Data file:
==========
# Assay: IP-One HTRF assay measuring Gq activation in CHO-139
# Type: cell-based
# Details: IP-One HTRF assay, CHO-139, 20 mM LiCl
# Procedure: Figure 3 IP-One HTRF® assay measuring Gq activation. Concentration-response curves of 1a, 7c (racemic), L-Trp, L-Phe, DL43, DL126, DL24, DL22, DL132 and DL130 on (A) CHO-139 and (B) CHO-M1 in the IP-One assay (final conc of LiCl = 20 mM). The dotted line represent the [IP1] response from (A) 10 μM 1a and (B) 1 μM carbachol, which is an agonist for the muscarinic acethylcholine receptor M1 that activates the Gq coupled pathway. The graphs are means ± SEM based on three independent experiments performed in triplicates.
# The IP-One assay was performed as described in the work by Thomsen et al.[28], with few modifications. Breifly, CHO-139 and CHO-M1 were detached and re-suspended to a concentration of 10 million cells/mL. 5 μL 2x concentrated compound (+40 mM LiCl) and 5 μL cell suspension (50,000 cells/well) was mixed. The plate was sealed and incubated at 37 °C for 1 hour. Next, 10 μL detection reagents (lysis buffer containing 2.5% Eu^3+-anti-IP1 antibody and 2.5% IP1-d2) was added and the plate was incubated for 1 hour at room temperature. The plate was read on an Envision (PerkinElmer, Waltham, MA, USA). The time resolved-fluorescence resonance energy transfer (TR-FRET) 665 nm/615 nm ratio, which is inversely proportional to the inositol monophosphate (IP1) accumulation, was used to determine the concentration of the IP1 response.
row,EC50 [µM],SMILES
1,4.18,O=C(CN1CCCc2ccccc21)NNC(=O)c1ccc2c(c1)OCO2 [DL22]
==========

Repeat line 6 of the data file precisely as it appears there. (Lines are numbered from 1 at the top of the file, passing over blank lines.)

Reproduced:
row,EC50 [µM],SMILES